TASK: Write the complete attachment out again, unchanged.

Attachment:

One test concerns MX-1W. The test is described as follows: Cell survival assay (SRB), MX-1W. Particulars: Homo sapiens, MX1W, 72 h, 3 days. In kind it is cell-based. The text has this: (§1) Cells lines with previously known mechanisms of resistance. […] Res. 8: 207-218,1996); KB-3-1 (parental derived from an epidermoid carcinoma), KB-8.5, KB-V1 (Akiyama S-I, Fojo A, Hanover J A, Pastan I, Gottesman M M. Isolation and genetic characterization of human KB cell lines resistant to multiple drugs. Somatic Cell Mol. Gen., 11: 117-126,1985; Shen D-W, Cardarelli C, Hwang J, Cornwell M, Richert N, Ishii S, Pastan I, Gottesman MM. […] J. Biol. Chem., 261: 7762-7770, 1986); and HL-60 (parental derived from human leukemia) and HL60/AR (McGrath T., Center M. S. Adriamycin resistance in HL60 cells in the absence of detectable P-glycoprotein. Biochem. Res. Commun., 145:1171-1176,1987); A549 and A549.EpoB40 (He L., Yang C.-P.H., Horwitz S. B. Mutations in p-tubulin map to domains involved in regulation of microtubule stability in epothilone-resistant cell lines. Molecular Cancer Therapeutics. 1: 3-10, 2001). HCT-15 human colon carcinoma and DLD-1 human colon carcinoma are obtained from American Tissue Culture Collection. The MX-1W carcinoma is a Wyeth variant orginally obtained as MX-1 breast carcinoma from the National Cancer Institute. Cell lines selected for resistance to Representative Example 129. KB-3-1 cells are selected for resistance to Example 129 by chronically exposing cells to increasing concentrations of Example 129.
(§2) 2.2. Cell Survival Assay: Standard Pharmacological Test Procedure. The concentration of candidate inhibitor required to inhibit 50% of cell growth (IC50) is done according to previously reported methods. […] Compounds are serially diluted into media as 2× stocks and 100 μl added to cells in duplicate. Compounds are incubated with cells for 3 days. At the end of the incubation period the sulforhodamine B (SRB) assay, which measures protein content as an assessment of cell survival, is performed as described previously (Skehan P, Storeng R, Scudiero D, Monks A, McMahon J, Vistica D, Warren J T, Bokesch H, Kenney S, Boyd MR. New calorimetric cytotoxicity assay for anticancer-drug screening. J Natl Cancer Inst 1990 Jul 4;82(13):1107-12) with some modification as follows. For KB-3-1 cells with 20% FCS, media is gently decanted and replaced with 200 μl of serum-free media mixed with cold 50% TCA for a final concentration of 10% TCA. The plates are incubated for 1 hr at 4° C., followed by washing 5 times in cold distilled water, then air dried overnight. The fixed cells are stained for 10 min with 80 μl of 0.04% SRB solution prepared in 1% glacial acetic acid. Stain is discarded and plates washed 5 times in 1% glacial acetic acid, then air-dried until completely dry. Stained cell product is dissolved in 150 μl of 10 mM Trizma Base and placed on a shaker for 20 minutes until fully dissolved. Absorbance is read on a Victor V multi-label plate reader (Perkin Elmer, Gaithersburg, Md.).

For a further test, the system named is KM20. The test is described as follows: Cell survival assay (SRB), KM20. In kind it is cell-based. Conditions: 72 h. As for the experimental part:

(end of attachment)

One test concerns MX-1W. The test is described as follows: Cell survival assay (SRB), MX-1W. Particulars: Homo sapiens, MX1W, 72 h, 3 days. In kind it is cell-based. The text has this: (§1) Cells lines with previously known mechanisms of resistance. […] Res. 8: 207-218,1996); KB-3-1 (parental derived from an epidermoid carcinoma), KB-8.5, KB-V1 (Akiyama S-I, Fojo A, Hanover J A, Pastan I, Gottesman M M. Isolation and genetic characterization of human KB cell lines resistant to multiple drugs. Somatic Cell Mol. Gen., 11: 117-126,1985; Shen D-W, Cardarelli C, Hwang J, Cornwell M, Richert N, Ishii S, Pastan I, Gottesman MM. […] J. Biol. Chem., 261: 7762-7770, 1986); and HL-60 (parental derived from human leukemia) and HL60/AR (McGrath T., Center M. S. Adriamycin resistance in HL60 cells in the absence of detectable P-glycoprotein. Biochem. Res. Commun., 145:1171-1176,1987); A549 and A549.EpoB40 (He L., Yang C.-P.H., Horwitz S. B. Mutations in p-tubulin map to domains involved in regulation of microtubule stability in epothilone-resistant cell lines. Molecular Cancer Therapeutics. 1: 3-10, 2001). HCT-15 human colon carcinoma and DLD-1 human colon carcinoma are obtained from American Tissue Culture Collection. The MX-1W carcinoma is a Wyeth variant orginally obtained as MX-1 breast carcinoma from the National Cancer Institute. Cell lines selected for resistance to Representative Example 129. KB-3-1 cells are selected for resistance to Example 129 by chronically exposing cells to increasing concentrations of Example 129.
(§2) 2.2. Cell Survival Assay: Standard Pharmacological Test Procedure. The concentration of candidate inhibitor required to inhibit 50% of cell growth (IC50) is done according to previously reported methods. […] Compounds are serially diluted into media as 2× stocks and 100 μl added to cells in duplicate. Compounds are incubated with cells for 3 days. At the end of the incubation period the sulforhodamine B (SRB) assay, which measures protein content as an assessment of cell survival, is performed as described previously (Skehan P, Storeng R, Scudiero D, Monks A, McMahon J, Vistica D, Warren J T, Bokesch H, Kenney S, Boyd MR. New calorimetric cytotoxicity assay for anticancer-drug screening. J Natl Cancer Inst 1990 Jul 4;82(13):1107-12) with some modification as follows. For KB-3-1 cells with 20% FCS, media is gently decanted and replaced with 200 μl of serum-free media mixed with cold 50% TCA for a final concentration of 10% TCA. The plates are incubated for 1 hr at 4° C., followed by washing 5 times in cold distilled water, then air dried overnight. The fixed cells are stained for 10 min with 80 μl of 0.04% SRB solution prepared in 1% glacial acetic acid. Stain is discarded and plates washed 5 times in 1% glacial acetic acid, then air-dried until completely dry. Stained cell product is dissolved in 150 μl of 10 mM Trizma Base and placed on a shaker for 20 minutes until fully dissolved. Absorbance is read on a Victor V multi-label plate reader (Perkin Elmer, Gaithersburg, Md.).

For a further test, the system named is KM20. The test is described as follows: Cell survival assay (SRB), KM20. In kind it is cell-based. Conditions: 72 h. As for the experimental part: